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We ordered a few side servings of their “Roasted Brussels sprouts and bacon”. It’s container was darling, brought over with its lid on and then removed at the table. I don’t know why, but even after reading the description I imagined the sprouts fried and seasoned with Parmesan cheese. Therefore these fell flat with their rubbery texture and lack of flavour. Where was the bacon?

I appreciated the formality of having all the utensils and drinks placed on and served from a small wooden tray, course by course. Like everything they strived for, it was in the details. The servers were pretty consistent. Empty plates were removed quick. And when our food came, three individuals brought all they could to the group all at once. The only moment marring the experience was when the front door opened and cold air and cigarette smoke filtered in to the restaurant, and our nostrils as we ate.

 

Would I come back? – No.
Would I line up for it? – No.
Would I recommend it? – Yes.
Would I suggest this to someone visiting from out of town? – Yes.
Everyone agreed and acknowledged the effort put into each dish and the vibrancy in construction of it. Yet we were split in half over flavour and satisfaction. Half of
us loving our plate, half of us able to point out what distracted from it. Though as a group, we all agreed it was priced a little steep for what it was. Given the tag we expected more from quality and conception. This is definitely great meal if you aren’t paying; though if you are, you may walk out with regret and an empty wallet. I wouldn’t be opposed to visiting their bar for a drink after work. Shame, they don’t have a Happy Hour menu to take advantage of. Don’t deny your cravings.

 

WEST
2881 Granville Street, Vancouver BC
604-738-8938
westrestaurant.com
West Restaurant + Bar Menu, Reviews, Photos, Location and Info - Zomato

Heirloom Vegetarian

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I don’t typically dine at a vegetarian restaurant unless the company suits it. And if and when I do, “Heirloom” is one that I prefer. The beauty of their non meat or animals product plates alone are worth the visit.

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The space is open and well lit like a loft. Warming colours, inviting staff, and a nice theme to linger in. The mellow and calming music really sets this tone. Here everyone speaks in hushed volumes. You get a sense of privacy from it and the distance between one table to the next. The decorative earthy elements help to play off the all vegetable and farm to table cuisine. Deconstructed fruit and vegetable crates became paintings on their all white walls. Various trowels, shovels, and pitch forks were hung on the display like a visual feature. A coat rack stood like a lone tree, barren from winter’s cold. And a water spigot and a full sized sickle were conversation starters at their bar/lounge scene. The dining area was a contrast between a rugged and warn barn and a sterile and clean show room. It was a nice contrast that you felt comfortable in, no matter who you are or what you wore.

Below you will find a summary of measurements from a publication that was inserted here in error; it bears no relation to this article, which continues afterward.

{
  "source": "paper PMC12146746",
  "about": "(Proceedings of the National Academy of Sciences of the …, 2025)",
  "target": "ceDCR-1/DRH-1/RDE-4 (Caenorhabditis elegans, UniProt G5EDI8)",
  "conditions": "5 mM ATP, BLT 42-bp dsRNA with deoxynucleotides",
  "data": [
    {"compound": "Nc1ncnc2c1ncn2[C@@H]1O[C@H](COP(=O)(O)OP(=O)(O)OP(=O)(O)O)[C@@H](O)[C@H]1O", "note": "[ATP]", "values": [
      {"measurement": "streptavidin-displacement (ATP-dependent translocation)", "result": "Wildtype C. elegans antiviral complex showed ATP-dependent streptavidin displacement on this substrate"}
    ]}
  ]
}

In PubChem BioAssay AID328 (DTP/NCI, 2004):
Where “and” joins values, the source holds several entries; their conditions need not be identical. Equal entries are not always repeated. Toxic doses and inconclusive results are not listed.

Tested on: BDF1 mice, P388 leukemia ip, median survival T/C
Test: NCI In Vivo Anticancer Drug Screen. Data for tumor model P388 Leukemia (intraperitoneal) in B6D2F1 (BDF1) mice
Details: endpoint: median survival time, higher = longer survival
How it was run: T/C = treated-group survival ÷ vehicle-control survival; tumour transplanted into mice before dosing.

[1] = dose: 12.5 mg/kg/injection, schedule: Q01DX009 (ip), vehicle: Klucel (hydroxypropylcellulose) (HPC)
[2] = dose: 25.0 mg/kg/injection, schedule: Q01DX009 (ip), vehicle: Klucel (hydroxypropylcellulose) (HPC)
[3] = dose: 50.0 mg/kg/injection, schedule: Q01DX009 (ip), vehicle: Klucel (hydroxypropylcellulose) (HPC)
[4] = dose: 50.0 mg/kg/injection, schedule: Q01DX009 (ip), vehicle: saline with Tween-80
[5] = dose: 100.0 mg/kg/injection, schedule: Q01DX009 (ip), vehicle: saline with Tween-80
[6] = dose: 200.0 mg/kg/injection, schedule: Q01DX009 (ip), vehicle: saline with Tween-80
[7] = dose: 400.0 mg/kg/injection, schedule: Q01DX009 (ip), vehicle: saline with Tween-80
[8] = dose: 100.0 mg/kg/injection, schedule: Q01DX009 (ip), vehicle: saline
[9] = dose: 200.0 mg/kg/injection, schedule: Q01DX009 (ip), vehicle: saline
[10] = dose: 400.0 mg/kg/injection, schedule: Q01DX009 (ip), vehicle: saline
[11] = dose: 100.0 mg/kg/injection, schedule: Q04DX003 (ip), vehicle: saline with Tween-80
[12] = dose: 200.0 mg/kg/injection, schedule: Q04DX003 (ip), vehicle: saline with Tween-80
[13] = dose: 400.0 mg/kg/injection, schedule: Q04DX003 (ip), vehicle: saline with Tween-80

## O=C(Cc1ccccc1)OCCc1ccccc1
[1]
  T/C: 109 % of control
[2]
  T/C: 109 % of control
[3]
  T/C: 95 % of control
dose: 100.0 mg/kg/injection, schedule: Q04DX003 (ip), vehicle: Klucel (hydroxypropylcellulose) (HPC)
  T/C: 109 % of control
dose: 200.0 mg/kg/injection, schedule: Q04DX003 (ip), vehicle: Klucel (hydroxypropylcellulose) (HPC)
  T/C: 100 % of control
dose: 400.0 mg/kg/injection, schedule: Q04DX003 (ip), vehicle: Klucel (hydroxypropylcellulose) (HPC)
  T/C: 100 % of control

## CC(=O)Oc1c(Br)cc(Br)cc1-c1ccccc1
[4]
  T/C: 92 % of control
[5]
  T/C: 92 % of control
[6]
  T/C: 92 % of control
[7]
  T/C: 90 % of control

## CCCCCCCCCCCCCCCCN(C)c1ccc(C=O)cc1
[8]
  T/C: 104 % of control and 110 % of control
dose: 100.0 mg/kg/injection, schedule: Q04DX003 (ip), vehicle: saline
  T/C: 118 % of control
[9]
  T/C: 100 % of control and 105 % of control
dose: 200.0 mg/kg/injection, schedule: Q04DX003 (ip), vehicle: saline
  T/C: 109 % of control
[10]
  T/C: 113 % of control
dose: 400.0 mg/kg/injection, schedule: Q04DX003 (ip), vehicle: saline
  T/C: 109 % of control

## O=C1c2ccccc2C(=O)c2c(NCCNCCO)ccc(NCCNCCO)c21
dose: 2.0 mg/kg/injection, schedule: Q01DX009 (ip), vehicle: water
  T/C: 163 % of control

We came in at an awkward time: 3:45pm, only 15 minutes more of lunch, 15 minutes more till happy hour, and 45minutes before the dinner menu would be available to order off of. We waited the time to take advantage of happy hour, to drink and nibble before dinner service. During our stay the house lights dimmed twice to match the setting of the early sun. The first adjustment came with a round of tea lights in either white or green votives. The second saw said candles being lit, and the staff adjusting their wardrobe from casual to dressy. Our server took off her beige sweater to reveal a little black dress.